Santa Fe New Mexican
Reality shows about cops fall short
Ididn’t shed any tears late last month when a city spokeswoman told my colleague Daniel J. Chacón that the Santa Fe Polic e Department no longer would participate in the A&E cable TV network’s reality show Live PD.
“Insurance costs” were the reason given. Not the best reason to cancel, but I’ll take it.
This news came just a couple of weeks after I finished listening to Running from Cops, a six-part podcast by Dan Taberski, who in recent years has done other podcast series, including Missing Richard Simmons and Surviving Y2K.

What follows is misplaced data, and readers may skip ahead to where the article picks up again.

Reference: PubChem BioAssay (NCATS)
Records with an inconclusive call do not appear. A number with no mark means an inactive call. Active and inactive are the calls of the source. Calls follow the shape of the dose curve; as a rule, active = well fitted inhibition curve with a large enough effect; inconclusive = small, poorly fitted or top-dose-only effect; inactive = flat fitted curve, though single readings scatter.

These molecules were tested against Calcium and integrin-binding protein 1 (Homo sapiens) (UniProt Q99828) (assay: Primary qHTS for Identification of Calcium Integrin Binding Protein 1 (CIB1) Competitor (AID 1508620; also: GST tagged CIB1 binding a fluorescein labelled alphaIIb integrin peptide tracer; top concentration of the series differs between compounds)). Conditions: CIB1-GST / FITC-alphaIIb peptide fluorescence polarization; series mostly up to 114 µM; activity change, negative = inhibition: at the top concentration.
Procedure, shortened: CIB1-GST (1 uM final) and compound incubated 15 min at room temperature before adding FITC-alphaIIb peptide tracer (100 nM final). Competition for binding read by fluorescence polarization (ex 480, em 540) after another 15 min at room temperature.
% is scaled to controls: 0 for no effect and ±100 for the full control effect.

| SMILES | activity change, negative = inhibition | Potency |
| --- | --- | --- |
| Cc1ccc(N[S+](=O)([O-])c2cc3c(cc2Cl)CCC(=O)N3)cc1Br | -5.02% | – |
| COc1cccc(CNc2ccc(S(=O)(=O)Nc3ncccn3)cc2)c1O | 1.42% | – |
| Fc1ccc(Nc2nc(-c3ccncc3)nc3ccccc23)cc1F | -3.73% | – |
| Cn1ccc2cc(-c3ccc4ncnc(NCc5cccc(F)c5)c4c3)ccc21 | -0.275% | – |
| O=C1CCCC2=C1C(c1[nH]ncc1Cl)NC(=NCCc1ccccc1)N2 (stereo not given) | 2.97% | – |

Running from Cops mostly deals with the precursor of Live PD and the grandfather of all reality TV, Cops, which premiered in 1989. Taberski and his crew watched and analyzed more than 800 episodes of Cops and conducted more than 100 interviews. But Taberski’s podcast also includes a look at Live PD, which some have described as“Cops on steroids.” It’s “live” (actually running on an unspecified delay) and has color commentary from host Dan Abrams and others. (It also lacks Cops’ cool reggae theme song, “Bad Boys.”) The problem with Cops and its clones is that it gives a distorted view of poor neighborhoods. Watching these shows, you’d think that 90 percent of people living in these neighborhoods are drug pushers, prostitutes and/or maniacs. There has been a lot of criticism that black people come off looking bad on such programs. However, the white people on Cops etc. — at least those not in uniform — are overrepresented by shirtless meth heads and screaming hillbillies. Fast Company, a publication Mayor Alan Webber founded, noted in its review of the podcast: “Taberski and the producers also found that while prostitution, drugs, and violence make up 58 percent of crime depicted on Cops, according to the FBI, those three categories only account for barely 17 percent of crime. …” How does this not have the effect of making viewers more paranoid? As Taberski said in the podcast, it makes the world seem like a zombie movie where the “only thing between them and us is the thin blue line.” Nearly 20 years ago, Albuquerque Mayor Marty Chávez decided to no longer allow his police department to participate in Cops. And he didn’t even use “insurance” as an excuse. “The city’s police officers are portrayed in a good light [on Cops], but the rest of the city looks horrible,” Chávez told the Albuquerque Journal. “That has a real impact. That’s all people see, and that’s not who we are.” Getting rid of Cops hardly solved Albuquerque’s image problems — much less all the problems with the Albuquerque Police Department. And dropping Live PD probably won’t have a major effect on law enforcement in Santa Fe.